Expanding Community-Based Mental Health Services for Veterans Outside of New York City, Phase II
June 18, 2018
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More veterans are returning home with serious mental health issues, and suicide rates are increasing among these returning service members.
However, a study by the Substance Abuse and Mental Health Services Administration found that only 50% of returning veterans with mental health issues will receive the services they need, and the Veterans Health Administration reports a continued shortage of mental health providers able to meet the increasing demand for behavioral health care for veterans.
A 2018 NYHealth-funded study conducted by the RAND Corporation found that less than 3% of health care providers in New York State fully met the readiness criteria to provide high-quality, culturally competent care to veterans. These trends signal a growing need to fill gaps in mental health services for veterans and ensure that community-based mental health providers are equipped to deliver high-quality, veteran-informed mental health care. To meet these service gaps, the Headstrong Project developed a behavioral health care program for veterans in need of mental health treatment, which has been particularly successful in New York City. The program offers a fully integrated treatment model that includes case identification, case planning, clinical management of post-traumatic stress disorder, supervision, and oversight for post-9/11 combat veterans in need of mental health treatment. Headstrong acts as a case manager and payer, making these services completely free for veterans. In March 2017, NYHealth awarded Headstrong a grant to replicate its program in 5 New York State regions outside of New York City. In 2018, NYHealth awarded Headstrong another grant to further expand the reach of this program into additional upstate regions.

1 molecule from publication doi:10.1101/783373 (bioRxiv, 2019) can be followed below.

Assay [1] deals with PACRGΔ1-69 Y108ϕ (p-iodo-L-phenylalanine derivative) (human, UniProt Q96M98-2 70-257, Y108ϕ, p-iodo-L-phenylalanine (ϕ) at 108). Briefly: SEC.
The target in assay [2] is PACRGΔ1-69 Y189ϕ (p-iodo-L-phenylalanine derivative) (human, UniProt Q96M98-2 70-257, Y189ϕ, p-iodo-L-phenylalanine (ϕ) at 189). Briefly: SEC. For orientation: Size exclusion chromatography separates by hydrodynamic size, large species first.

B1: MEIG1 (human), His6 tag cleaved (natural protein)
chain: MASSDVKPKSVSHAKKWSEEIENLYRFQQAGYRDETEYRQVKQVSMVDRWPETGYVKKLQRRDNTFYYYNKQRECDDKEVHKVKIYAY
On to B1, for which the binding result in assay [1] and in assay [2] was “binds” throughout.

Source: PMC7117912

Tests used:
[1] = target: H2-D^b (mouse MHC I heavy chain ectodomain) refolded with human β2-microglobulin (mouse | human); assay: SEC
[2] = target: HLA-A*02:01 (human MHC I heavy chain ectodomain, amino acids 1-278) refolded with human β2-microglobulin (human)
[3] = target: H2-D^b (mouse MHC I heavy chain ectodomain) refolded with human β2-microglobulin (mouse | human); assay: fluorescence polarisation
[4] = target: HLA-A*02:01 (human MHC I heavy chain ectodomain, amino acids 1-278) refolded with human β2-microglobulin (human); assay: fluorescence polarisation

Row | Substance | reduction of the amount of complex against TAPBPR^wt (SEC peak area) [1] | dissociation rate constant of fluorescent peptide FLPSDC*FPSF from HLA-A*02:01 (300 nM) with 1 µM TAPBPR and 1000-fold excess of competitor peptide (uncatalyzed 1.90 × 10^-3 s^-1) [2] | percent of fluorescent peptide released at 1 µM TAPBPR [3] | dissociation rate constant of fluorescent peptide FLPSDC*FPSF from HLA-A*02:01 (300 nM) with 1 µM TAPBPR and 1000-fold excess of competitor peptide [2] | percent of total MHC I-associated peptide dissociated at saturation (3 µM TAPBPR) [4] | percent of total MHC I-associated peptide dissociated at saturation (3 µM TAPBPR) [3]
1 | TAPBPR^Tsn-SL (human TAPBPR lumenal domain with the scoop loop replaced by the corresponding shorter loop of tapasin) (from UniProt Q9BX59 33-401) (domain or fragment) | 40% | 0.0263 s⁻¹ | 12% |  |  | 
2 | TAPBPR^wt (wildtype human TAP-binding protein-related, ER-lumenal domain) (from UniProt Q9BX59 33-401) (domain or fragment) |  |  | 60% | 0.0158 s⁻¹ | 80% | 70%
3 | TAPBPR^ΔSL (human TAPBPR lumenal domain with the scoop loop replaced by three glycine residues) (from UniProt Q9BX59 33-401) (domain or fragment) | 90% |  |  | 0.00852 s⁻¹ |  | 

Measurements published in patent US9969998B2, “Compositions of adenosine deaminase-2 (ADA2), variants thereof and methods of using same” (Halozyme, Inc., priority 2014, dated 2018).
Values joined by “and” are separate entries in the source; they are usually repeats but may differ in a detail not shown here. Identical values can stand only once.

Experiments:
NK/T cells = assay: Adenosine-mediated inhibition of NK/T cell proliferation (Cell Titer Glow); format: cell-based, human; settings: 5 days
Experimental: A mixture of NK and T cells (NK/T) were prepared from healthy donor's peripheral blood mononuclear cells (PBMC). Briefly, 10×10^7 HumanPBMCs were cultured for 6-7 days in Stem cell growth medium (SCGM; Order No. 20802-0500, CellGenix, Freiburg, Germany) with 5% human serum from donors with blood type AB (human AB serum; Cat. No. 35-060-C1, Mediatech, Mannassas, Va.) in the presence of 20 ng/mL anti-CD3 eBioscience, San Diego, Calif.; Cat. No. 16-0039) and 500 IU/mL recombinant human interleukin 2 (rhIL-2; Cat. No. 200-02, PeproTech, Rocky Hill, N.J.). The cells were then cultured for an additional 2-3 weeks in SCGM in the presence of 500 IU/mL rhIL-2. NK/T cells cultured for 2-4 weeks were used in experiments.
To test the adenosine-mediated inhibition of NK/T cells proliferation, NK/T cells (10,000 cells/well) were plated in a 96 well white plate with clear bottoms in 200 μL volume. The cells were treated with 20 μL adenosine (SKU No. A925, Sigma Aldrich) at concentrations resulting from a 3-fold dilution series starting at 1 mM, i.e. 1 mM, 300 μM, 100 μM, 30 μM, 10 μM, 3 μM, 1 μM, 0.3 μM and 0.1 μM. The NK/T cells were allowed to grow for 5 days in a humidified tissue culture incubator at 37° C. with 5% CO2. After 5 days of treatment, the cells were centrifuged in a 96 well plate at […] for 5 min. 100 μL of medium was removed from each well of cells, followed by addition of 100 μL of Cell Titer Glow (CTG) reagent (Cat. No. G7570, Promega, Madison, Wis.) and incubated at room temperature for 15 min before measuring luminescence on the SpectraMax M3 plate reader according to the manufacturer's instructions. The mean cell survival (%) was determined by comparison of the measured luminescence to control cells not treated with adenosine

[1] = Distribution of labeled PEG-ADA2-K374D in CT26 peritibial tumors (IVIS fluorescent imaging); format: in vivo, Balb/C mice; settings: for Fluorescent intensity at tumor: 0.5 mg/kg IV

Under this grant, Headstrong expanded its mental health program for veterans into 10 new counties—in 6 rural counties with the highest concentration of veterans (Hamilton, Jefferson, Broome, Steuben, Warren, and Clinton) and 4 counties that host either a VA medical center, major college, or university (Genesee, Ontario, Dutchess, and Suffolk). It recruited qualified clinicians in targeted counties, partnered with local organizations to conduct outreach for its services, and leveraged its social media presence to identify potential clients in need.